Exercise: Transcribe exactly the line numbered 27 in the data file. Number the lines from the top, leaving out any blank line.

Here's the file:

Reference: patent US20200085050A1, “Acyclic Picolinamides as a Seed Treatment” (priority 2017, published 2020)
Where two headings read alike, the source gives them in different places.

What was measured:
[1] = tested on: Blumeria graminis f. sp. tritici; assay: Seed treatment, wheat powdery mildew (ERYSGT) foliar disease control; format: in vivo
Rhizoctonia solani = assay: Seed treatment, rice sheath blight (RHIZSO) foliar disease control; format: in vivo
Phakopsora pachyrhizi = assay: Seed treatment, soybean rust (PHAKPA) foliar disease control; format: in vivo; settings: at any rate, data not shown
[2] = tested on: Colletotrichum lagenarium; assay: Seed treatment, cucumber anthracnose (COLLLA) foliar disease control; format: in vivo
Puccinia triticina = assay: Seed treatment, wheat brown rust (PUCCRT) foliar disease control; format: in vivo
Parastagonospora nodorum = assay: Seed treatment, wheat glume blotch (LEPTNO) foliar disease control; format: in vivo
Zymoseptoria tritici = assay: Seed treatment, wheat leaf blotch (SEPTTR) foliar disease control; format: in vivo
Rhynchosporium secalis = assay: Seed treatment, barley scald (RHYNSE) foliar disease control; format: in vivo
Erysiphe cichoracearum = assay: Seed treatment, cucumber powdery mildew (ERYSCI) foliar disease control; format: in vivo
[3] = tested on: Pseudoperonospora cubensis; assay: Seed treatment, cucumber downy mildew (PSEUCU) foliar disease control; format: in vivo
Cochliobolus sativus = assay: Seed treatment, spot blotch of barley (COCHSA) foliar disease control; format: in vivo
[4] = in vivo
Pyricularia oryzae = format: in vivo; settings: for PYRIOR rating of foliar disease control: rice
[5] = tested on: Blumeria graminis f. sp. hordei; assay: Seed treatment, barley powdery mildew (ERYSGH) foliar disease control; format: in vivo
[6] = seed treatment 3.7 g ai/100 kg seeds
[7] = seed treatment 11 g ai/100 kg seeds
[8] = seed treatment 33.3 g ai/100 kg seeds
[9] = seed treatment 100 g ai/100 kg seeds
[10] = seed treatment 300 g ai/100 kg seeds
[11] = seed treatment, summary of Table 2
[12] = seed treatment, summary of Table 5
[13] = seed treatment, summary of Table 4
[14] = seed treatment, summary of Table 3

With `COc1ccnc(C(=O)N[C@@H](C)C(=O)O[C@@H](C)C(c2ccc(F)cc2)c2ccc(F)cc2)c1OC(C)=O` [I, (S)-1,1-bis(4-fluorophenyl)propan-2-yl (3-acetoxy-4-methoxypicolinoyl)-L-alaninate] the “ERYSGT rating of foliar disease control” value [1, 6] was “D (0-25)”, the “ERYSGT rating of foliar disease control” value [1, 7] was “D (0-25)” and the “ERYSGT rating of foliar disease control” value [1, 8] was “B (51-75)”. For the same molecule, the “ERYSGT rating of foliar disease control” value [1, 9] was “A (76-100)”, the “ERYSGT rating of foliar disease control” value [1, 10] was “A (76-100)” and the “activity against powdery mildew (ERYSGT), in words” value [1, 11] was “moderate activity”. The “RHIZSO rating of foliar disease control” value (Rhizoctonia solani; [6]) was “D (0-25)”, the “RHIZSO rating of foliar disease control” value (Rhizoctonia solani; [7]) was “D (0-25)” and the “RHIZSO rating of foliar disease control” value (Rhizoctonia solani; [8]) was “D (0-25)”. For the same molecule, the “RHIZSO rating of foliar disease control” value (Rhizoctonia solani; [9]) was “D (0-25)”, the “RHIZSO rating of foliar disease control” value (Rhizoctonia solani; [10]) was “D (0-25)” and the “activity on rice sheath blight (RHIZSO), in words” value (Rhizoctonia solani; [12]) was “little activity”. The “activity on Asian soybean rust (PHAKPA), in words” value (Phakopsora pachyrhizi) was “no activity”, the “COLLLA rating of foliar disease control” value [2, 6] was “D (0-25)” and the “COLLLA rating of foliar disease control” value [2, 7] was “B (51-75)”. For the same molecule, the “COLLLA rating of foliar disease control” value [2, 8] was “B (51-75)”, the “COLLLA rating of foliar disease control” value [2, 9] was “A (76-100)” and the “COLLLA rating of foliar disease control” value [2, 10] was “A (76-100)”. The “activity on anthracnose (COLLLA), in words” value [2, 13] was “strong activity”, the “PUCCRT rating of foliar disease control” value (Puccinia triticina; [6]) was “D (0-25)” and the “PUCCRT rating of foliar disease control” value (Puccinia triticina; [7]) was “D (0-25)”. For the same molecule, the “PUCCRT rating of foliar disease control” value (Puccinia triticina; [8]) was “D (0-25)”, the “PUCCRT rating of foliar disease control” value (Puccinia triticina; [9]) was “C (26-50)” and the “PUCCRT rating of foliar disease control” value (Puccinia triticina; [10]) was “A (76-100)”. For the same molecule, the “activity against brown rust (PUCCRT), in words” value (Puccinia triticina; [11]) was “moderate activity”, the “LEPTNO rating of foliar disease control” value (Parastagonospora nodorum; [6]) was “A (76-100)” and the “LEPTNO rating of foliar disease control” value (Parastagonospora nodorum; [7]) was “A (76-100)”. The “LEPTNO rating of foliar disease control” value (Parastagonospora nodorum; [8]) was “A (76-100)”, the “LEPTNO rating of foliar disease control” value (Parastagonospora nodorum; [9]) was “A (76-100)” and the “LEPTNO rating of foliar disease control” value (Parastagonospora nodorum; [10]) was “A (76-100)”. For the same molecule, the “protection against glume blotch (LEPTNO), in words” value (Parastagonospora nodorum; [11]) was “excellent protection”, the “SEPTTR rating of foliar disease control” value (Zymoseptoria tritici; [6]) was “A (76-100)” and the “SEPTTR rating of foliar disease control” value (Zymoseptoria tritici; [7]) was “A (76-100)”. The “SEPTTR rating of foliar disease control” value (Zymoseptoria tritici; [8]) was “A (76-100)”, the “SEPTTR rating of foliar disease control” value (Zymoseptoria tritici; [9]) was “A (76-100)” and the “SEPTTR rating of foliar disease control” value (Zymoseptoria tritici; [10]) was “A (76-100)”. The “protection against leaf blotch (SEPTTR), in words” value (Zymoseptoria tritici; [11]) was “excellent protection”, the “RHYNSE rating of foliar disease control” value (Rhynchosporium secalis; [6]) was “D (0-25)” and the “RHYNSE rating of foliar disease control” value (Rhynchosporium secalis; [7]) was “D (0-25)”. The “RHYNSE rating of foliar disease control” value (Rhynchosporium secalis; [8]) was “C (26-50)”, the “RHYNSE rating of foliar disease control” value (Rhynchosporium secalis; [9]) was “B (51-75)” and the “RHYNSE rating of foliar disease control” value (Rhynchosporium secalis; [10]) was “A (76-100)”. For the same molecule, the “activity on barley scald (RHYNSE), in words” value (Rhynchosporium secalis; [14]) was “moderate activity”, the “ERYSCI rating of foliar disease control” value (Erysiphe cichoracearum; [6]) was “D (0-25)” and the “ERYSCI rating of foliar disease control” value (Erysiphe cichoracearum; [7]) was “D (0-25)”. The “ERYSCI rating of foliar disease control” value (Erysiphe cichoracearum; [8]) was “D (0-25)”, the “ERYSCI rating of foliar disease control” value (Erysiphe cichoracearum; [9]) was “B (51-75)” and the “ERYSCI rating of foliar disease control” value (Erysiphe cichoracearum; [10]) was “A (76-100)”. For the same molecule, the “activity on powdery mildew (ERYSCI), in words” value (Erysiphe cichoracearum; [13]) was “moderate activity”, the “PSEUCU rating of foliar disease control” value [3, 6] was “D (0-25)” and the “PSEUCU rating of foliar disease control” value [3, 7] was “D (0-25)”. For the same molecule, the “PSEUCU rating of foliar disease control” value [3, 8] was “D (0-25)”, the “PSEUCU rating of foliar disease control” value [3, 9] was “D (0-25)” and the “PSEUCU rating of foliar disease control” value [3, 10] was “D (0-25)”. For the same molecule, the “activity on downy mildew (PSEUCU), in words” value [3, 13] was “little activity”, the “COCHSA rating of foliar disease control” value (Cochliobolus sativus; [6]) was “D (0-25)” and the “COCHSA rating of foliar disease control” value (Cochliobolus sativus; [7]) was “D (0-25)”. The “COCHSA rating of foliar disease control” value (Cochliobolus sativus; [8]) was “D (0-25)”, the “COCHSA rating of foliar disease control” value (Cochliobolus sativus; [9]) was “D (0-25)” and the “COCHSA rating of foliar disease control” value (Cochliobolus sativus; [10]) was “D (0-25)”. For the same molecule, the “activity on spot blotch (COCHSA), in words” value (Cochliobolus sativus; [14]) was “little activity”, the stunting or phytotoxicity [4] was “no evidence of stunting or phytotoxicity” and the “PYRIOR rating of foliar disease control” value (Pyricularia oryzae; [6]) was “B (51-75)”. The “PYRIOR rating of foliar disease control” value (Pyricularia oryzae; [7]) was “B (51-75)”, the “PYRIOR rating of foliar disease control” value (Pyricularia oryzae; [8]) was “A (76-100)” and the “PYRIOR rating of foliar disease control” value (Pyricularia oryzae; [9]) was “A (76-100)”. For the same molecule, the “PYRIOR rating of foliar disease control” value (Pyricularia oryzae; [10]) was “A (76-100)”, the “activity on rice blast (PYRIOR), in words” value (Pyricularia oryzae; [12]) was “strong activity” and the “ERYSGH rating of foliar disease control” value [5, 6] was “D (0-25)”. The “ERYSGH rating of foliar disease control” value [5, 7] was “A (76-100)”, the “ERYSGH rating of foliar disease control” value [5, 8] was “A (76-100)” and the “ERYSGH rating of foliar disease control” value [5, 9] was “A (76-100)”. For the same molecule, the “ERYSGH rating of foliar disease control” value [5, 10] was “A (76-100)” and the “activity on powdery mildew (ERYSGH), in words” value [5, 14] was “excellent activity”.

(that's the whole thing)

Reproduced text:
With `COc1ccnc(C(=O)N[C@@H](C)C(=O)O[C@@H](C)C(c2ccc(F)cc2)c2ccc(F)cc2)c1OC(C)=O` [I, (S)-1,1-bis(4-fluorophenyl)propan-2-yl (3-acetoxy-4-methoxypicolinoyl)-L-alaninate] the “ERYSGT rating of foliar disease control” value [1, 6] was “D (0-25)”, the “ERYSGT rating of foliar disease control” value [1, 7] was “D (0-25)” and the “ERYSGT rating of foliar disease control” value [1, 8] was “B (51-75)”. For the same molecule, the “ERYSGT rating of foliar disease control” value [1, 9] was “A (76-100)”, the “ERYSGT rating of foliar disease control” value [1, 10] was “A (76-100)” and the “activity against powdery mildew (ERYSGT), in words” value [1, 11] was “moderate activity”. The “RHIZSO rating of foliar disease control” value (Rhizoctonia solani; [6]) was “D (0-25)”, the “RHIZSO rating of foliar disease control” value (Rhizoctonia solani; [7]) was “D (0-25)” and the “RHIZSO rating of foliar disease control” value (Rhizoctonia solani; [8]) was “D (0-25)”. For the same molecule, the “RHIZSO rating of foliar disease control” value (Rhizoctonia solani; [9]) was “D (0-25)”, the “RHIZSO rating of foliar disease control” value (Rhizoctonia solani; [10]) was “D (0-25)” and the “activity on rice sheath blight (RHIZSO), in words” value (Rhizoctonia solani; [12]) was “little activity”. The “activity on Asian soybean rust (PHAKPA), in words” value (Phakopsora pachyrhizi) was “no activity”, the “COLLLA rating of foliar disease control” value [2, 6] was “D (0-25)” and the “COLLLA rating of foliar disease control” value [2, 7] was “B (51-75)”. For the same molecule, the “COLLLA rating of foliar disease control” value [2, 8] was “B (51-75)”, the “COLLLA rating of foliar disease control” value [2, 9] was “A (76-100)” and the “COLLLA rating of foliar disease control” value [2, 10] was “A (76-100)”. The “activity on anthracnose (COLLLA), in words” value [2, 13] was “strong activity”, the “PUCCRT rating of foliar disease control” value (Puccinia triticina; [6]) was “D (0-25)” and the “PUCCRT rating of foliar disease control” value (Puccinia triticina; [7]) was “D (0-25)”. For the same molecule, the “PUCCRT rating of foliar disease control” value (Puccinia triticina; [8]) was “D (0-25)”, the “PUCCRT rating of foliar disease control” value (Puccinia triticina; [9]) was “C (26-50)” and the “PUCCRT rating of foliar disease control” value (Puccinia triticina; [10]) was “A (76-100)”. For the same molecule, the “activity against brown rust (PUCCRT), in words” value (Puccinia triticina; [11]) was “moderate activity”, the “LEPTNO rating of foliar disease control” value (Parastagonospora nodorum; [6]) was “A (76-100)” and the “LEPTNO rating of foliar disease control” value (Parastagonospora nodorum; [7]) was “A (76-100)”. The “LEPTNO rating of foliar disease control” value (Parastagonospora nodorum; [8]) was “A (76-100)”, the “LEPTNO rating of foliar disease control” value (Parastagonospora nodorum; [9]) was “A (76-100)” and the “LEPTNO rating of foliar disease control” value (Parastagonospora nodorum; [10]) was “A (76-100)”. For the same molecule, the “protection against glume blotch (LEPTNO), in words” value (Parastagonospora nodorum; [11]) was “excellent protection”, the “SEPTTR rating of foliar disease control” value (Zymoseptoria tritici; [6]) was “A (76-100)” and the “SEPTTR rating of foliar disease control” value (Zymoseptoria tritici; [7]) was “A (76-100)”. The “SEPTTR rating of foliar disease control” value (Zymoseptoria tritici; [8]) was “A (76-100)”, the “SEPTTR rating of foliar disease control” value (Zymoseptoria tritici; [9]) was “A (76-100)” and the “SEPTTR rating of foliar disease control” value (Zymoseptoria tritici; [10]) was “A (76-100)”. The “protection against leaf blotch (SEPTTR), in words” value (Zymoseptoria tritici; [11]) was “excellent protection”, the “RHYNSE rating of foliar disease control” value (Rhynchosporium secalis; [6]) was “D (0-25)” and the “RHYNSE rating of foliar disease control” value (Rhynchosporium secalis; [7]) was “D (0-25)”. The “RHYNSE rating of foliar disease control” value (Rhynchosporium secalis; [8]) was “C (26-50)”, the “RHYNSE rating of foliar disease control” value (Rhynchosporium secalis; [9]) was “B (51-75)” and the “RHYNSE rating of foliar disease control” value (Rhynchosporium secalis; [10]) was “A (76-100)”. For the same molecule, the “activity on barley scald (RHYNSE), in words” value (Rhynchosporium secalis; [14]) was “moderate activity”, the “ERYSCI rating of foliar disease control” value (Erysiphe cichoracearum; [6]) was “D (0-25)” and the “ERYSCI rating of foliar disease control” value (Erysiphe cichoracearum; [7]) was “D (0-25)”. The “ERYSCI rating of foliar disease control” value (Erysiphe cichoracearum; [8]) was “D (0-25)”, the “ERYSCI rating of foliar disease control” value (Erysiphe cichoracearum; [9]) was “B (51-75)” and the “ERYSCI rating of foliar disease control” value (Erysiphe cichoracearum; [10]) was “A (76-100)”. For the same molecule, the “activity on powdery mildew (ERYSCI), in words” value (Erysiphe cichoracearum; [13]) was “moderate activity”, the “PSEUCU rating of foliar disease control” value [3, 6] was “D (0-25)” and the “PSEUCU rating of foliar disease control” value [3, 7] was “D (0-25)”. For the same molecule, the “PSEUCU rating of foliar disease control” value [3, 8] was “D (0-25)”, the “PSEUCU rating of foliar disease control” value [3, 9] was “D (0-25)” and the “PSEUCU rating of foliar disease control” value [3, 10] was “D (0-25)”. For the same molecule, the “activity on downy mildew (PSEUCU), in words” value [3, 13] was “little activity”, the “COCHSA rating of foliar disease control” value (Cochliobolus sativus; [6]) was “D (0-25)” and the “COCHSA rating of foliar disease control” value (Cochliobolus sativus; [7]) was “D (0-25)”. The “COCHSA rating of foliar disease control” value (Cochliobolus sativus; [8]) was “D (0-25)”, the “COCHSA rating of foliar disease control” value (Cochliobolus sativus; [9]) was “D (0-25)” and the “COCHSA rating of foliar disease control” value (Cochliobolus sativus; [10]) was “D (0-25)”. For the same molecule, the “activity on spot blotch (COCHSA), in words” value (Cochliobolus sativus; [14]) was “little activity”, the stunting or phytotoxicity [4] was “no evidence of stunting or phytotoxicity” and the “PYRIOR rating of foliar disease control” value (Pyricularia oryzae; [6]) was “B (51-75)”. The “PYRIOR rating of foliar disease control” value (Pyricularia oryzae; [7]) was “B (51-75)”, the “PYRIOR rating of foliar disease control” value (Pyricularia oryzae; [8]) was “A (76-100)” and the “PYRIOR rating of foliar disease control” value (Pyricularia oryzae; [9]) was “A (76-100)”. For the same molecule, the “PYRIOR rating of foliar disease control” value (Pyricularia oryzae; [10]) was “A (76-100)”, the “activity on rice blast (PYRIOR), in words” value (Pyricularia oryzae; [12]) was “strong activity” and the “ERYSGH rating of foliar disease control” value [5, 6] was “D (0-25)”. The “ERYSGH rating of foliar disease control” value [5, 7] was “A (76-100)”, the “ERYSGH rating of foliar disease control” value [5, 8] was “A (76-100)” and the “ERYSGH rating of foliar disease control” value [5, 9] was “A (76-100)”. For the same molecule, the “ERYSGH rating of foliar disease control” value [5, 10] was “A (76-100)” and the “activity on powdery mildew (ERYSGH), in words” value [5, 14] was “excellent activity”.